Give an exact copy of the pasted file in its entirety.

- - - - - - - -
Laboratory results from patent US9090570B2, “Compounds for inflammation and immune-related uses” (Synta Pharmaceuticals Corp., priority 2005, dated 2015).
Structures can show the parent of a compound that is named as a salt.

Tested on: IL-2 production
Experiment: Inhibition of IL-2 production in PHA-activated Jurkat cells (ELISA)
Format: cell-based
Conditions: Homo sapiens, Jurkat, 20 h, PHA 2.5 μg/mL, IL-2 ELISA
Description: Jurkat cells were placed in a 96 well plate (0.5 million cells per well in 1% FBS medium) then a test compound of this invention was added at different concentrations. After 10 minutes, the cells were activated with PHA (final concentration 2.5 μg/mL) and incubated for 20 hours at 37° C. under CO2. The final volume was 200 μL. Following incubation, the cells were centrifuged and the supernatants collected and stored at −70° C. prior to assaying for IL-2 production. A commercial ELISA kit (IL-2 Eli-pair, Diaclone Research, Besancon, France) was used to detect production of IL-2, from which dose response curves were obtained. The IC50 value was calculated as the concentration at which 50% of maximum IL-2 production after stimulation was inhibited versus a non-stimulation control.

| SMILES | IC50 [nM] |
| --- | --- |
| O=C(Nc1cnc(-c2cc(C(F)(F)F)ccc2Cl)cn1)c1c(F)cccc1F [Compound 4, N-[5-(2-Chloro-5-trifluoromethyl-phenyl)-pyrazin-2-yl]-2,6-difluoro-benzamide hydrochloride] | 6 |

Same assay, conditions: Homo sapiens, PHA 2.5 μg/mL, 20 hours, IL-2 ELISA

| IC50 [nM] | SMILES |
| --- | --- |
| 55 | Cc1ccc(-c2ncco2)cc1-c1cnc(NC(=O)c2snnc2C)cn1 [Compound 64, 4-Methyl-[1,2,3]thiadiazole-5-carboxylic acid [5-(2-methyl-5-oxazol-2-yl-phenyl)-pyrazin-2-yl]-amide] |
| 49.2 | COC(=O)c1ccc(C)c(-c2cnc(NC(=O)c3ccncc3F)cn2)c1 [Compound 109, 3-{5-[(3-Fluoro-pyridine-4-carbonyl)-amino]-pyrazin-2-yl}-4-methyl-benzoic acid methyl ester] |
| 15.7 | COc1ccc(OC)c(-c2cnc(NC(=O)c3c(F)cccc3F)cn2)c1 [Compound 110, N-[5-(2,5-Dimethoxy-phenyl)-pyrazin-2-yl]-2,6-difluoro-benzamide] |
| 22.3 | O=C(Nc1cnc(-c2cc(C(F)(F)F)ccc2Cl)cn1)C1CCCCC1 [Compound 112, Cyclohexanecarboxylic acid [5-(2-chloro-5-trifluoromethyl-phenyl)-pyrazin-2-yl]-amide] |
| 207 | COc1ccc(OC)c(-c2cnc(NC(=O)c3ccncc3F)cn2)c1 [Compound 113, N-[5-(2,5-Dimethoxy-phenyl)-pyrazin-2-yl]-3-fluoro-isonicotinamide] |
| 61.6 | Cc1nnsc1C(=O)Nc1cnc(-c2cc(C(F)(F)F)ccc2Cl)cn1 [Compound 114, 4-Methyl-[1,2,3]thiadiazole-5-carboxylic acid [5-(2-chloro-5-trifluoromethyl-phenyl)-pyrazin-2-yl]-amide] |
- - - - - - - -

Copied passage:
Laboratory results from patent US9090570B2, “Compounds for inflammation and immune-related uses” (Synta Pharmaceuticals Corp., priority 2005, dated 2015).
Structures can show the parent of a compound that is named as a salt.

Tested on: IL-2 production
Experiment: Inhibition of IL-2 production in PHA-activated Jurkat cells (ELISA)
Format: cell-based
Conditions: Homo sapiens, Jurkat, 20 h, PHA 2.5 μg/mL, IL-2 ELISA
Description: Jurkat cells were placed in a 96 well plate (0.5 million cells per well in 1% FBS medium) then a test compound of this invention was added at different concentrations. After 10 minutes, the cells were activated with PHA (final concentration 2.5 μg/mL) and incubated for 20 hours at 37° C. under CO2. The final volume was 200 μL. Following incubation, the cells were centrifuged and the supernatants collected and stored at −70° C. prior to assaying for IL-2 production. A commercial ELISA kit (IL-2 Eli-pair, Diaclone Research, Besancon, France) was used to detect production of IL-2, from which dose response curves were obtained. The IC50 value was calculated as the concentration at which 50% of maximum IL-2 production after stimulation was inhibited versus a non-stimulation control.

| SMILES | IC50 [nM] |
| --- | --- |
| O=C(Nc1cnc(-c2cc(C(F)(F)F)ccc2Cl)cn1)c1c(F)cccc1F [Compound 4, N-[5-(2-Chloro-5-trifluoromethyl-phenyl)-pyrazin-2-yl]-2,6-difluoro-benzamide hydrochloride] | 6 |

Same assay, conditions: Homo sapiens, PHA 2.5 μg/mL, 20 hours, IL-2 ELISA

| IC50 [nM] | SMILES |
| --- | --- |
| 55 | Cc1ccc(-c2ncco2)cc1-c1cnc(NC(=O)c2snnc2C)cn1 [Compound 64, 4-Methyl-[1,2,3]thiadiazole-5-carboxylic acid [5-(2-methyl-5-oxazol-2-yl-phenyl)-pyrazin-2-yl]-amide] |
| 49.2 | COC(=O)c1ccc(C)c(-c2cnc(NC(=O)c3ccncc3F)cn2)c1 [Compound 109, 3-{5-[(3-Fluoro-pyridine-4-carbonyl)-amino]-pyrazin-2-yl}-4-methyl-benzoic acid methyl ester] |
| 15.7 | COc1ccc(OC)c(-c2cnc(NC(=O)c3c(F)cccc3F)cn2)c1 [Compound 110, N-[5-(2,5-Dimethoxy-phenyl)-pyrazin-2-yl]-2,6-difluoro-benzamide] |
| 22.3 | O=C(Nc1cnc(-c2cc(C(F)(F)F)ccc2Cl)cn1)C1CCCCC1 [Compound 112, Cyclohexanecarboxylic acid [5-(2-chloro-5-trifluoromethyl-phenyl)-pyrazin-2-yl]-amide] |
| 207 | COc1ccc(OC)c(-c2cnc(NC(=O)c3ccncc3F)cn2)c1 [Compound 113, N-[5-(2,5-Dimethoxy-phenyl)-pyrazin-2-yl]-3-fluoro-isonicotinamide] |
| 61.6 | Cc1nnsc1C(=O)Nc1cnc(-c2cc(C(F)(F)F)ccc2Cl)cn1 [Compound 114, 4-Methyl-[1,2,3]thiadiazole-5-carboxylic acid [5-(2-chloro-5-trifluoromethyl-phenyl)-pyrazin-2-yl]-amide] |